Thursday, September 13, 2007

How to Detect Slow Link with a formula



Here is the scenario; you have connected to the client PC, who is complaining about seeing big Christmas balloon "Exchange is retrieving information from ExchangeServer". The outlook freezes up client cannot do anything, the windows are not responding to anything, task manager is the only way to kill the outlook and get back to a desktop. As soon as outlook opens up the problem arises.16000 ms (number miniseconds per minute) divided by /average millisecond on the extended ping. Slow link detection is accomplished with consecutive ICMP pings that are sent to the Authenticated Domain Controller. IF the response from any of the pings is less than 10 Millisecond (ms) the link considered to be a fast link.

If the response from any of the pings is higher than 10 Millisecond, this indicates latency. Here is the magic formula as below

Link Speed = 16000 / (average ping for 2048 byte packet)

Now we will do troubleshoot and find out the culprit. The message may cause for several reasons, including

  • Poor Network Connection (Not enough bandwidth) this is what the cause in most of the cases. If VPN is being used, even WORST, Because now every traffic is going inside of VPN tunnel which is encrypted, so implement RPC/HTTPS or recommend to use
  • Exchange server is performing poor
  • I/O issues, CPU, HD, Memory Bottleneck
  • GC is performing poor, when Exchange does the queries, this is Chocking exchange down.
  • Local PC related issues (NIC speed, HD, CPU, Memory)

Now let's get to a work and show you the use a formula and find out the speed of the client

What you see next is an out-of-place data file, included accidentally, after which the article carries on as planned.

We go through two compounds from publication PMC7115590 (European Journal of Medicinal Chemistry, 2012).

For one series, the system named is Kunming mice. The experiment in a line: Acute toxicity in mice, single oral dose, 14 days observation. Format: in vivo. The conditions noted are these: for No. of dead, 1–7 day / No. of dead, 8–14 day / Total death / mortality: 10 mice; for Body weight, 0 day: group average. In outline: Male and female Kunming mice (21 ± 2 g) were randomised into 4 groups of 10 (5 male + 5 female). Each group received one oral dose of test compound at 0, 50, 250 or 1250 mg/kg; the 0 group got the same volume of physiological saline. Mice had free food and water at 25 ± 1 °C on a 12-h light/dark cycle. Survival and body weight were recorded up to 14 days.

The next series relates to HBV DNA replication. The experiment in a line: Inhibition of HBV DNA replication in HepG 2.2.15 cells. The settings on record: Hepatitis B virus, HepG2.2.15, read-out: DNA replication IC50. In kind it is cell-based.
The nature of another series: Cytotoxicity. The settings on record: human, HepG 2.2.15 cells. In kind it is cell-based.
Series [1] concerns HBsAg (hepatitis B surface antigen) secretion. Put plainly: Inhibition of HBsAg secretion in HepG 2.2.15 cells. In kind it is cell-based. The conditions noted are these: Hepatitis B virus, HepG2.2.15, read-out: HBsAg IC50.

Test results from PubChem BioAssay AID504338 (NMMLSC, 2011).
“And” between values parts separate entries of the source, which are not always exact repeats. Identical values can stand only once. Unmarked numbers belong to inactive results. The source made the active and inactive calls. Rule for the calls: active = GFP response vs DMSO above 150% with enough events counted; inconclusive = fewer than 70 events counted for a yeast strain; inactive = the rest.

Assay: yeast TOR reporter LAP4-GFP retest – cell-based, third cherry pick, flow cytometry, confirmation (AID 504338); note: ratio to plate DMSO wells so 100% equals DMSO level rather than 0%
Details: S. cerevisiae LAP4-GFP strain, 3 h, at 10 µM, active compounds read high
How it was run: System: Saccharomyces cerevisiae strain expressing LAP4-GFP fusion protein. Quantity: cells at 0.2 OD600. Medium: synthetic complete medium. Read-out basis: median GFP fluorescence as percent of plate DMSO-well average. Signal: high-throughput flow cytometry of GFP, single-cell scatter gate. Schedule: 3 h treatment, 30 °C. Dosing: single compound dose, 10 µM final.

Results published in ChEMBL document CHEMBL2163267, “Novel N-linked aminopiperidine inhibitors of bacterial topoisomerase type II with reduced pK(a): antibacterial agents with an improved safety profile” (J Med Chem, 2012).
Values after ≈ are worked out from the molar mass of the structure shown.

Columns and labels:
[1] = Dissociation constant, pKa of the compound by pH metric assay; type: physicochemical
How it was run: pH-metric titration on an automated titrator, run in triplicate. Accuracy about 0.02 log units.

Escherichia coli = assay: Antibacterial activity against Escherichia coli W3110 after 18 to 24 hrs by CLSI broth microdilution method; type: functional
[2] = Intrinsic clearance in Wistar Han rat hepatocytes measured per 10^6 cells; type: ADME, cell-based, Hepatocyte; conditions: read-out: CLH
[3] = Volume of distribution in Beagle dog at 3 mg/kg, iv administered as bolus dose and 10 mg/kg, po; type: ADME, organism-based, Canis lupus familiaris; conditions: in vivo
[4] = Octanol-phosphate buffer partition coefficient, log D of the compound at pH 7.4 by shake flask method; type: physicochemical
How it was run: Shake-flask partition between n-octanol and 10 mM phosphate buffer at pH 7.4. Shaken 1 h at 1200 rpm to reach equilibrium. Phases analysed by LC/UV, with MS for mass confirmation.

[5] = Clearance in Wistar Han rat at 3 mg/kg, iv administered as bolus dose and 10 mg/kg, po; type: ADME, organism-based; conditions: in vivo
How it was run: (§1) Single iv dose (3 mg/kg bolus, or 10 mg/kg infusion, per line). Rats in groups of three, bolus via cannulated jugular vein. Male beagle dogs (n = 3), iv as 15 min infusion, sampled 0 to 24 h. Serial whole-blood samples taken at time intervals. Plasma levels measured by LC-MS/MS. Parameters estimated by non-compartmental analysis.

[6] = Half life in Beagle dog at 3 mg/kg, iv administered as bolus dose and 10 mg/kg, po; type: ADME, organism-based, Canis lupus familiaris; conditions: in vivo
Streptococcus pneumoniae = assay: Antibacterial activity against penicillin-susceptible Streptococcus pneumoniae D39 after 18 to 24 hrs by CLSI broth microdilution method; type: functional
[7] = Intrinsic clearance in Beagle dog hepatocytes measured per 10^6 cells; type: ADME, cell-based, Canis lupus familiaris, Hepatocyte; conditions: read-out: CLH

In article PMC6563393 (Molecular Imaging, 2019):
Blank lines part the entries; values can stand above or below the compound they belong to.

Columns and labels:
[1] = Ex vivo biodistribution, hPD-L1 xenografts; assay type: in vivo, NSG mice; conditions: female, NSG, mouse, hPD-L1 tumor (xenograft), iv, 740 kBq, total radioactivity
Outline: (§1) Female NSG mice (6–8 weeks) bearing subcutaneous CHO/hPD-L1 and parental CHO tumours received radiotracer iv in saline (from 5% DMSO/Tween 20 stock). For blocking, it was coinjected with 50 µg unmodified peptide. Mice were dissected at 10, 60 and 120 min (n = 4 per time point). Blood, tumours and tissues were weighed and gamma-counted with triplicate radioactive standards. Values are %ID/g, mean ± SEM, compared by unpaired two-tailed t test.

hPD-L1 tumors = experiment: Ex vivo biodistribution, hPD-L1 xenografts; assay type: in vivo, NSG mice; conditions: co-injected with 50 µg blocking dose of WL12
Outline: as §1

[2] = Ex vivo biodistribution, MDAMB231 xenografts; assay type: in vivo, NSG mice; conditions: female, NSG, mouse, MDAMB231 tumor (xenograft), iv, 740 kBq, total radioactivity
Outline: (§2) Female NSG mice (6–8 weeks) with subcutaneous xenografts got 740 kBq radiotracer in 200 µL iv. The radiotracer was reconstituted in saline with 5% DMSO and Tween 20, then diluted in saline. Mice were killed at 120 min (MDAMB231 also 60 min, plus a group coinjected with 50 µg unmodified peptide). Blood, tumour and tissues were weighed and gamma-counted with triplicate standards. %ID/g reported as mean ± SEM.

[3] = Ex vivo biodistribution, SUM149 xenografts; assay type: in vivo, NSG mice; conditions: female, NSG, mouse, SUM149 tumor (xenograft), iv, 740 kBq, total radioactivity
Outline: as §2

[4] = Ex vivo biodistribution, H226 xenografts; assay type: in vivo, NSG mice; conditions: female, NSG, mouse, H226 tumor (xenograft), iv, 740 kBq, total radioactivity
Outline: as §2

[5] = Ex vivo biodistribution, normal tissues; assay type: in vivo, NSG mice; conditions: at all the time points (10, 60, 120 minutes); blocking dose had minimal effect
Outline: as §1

• Click Start, Run, CMD

You need to know the IP address of the Exchange server, so in this example the IP Address of the Exchange server is 10.74.0.41

In the CMD windows type below

  • -l is resizing the ICMP Packet Size
  • -t (Extended ping, Ping the specified host until stopped.)

C:\>ping 10.74.0.41 -l 2048 -t

Pinging 10.74.0.41 with 2048 bytes of data:

Reply from 10.74.0.41: bytes=2048 time=570ms TTL=126

Reply from 10.74.0.41: bytes=2048 time=253ms TTL=126

Reply from 10.74.0.41: bytes=2048 time=397ms TTL=126

Reply from 10.74.0.41: bytes=2048 time=216ms TTL=126

Reply from 10.74.0.41: bytes=2048 time=322ms TTL=126

Reply from 10.74.0.41: bytes=2048 time=405ms TTL=126

Reply from 10.74.0.41: bytes=2048 time=708ms TTL=126

Reply from 10.74.0.41: bytes=2048 time=157ms TTL=126

Reply from 10.74.0.41: bytes=2048 time=217ms TTL=126

Reply from 10.74.0.41: bytes=2048 time=207ms TTL=126

Ping statistics for 10.74.0.41:

Packets: Sent = 10, Received = 10, Lost = 0 (0% loss),

Approximate round trip times in milli-seconds:

Minimum = 157ms, Maximum = 708ms, Average = 345ms


Average is 345 so the formula will be

16000 / divide into 345 = 46Kbpc

The link would be considered slow, the trash hold round-trip time for a fast link (default = 500 Kbps) is 32 ms. This is great way to see the link speed and make some assumptions and recommendations. If you remember on 100meg LAN connection the Speed would be less than 1ms, if you perform the same test within the LAN.

From Experience if these ms go above 200 and up, good luck even opening up Outlook. The bandwidth is the culprit and client must get better conection.

Best Regards,

Oz ozugurlu

1 comment:

AL said...

if exchange client connect to exchange server from long distance/different country? how it take 1024? result around 73ms
i try use 2048, result rto ....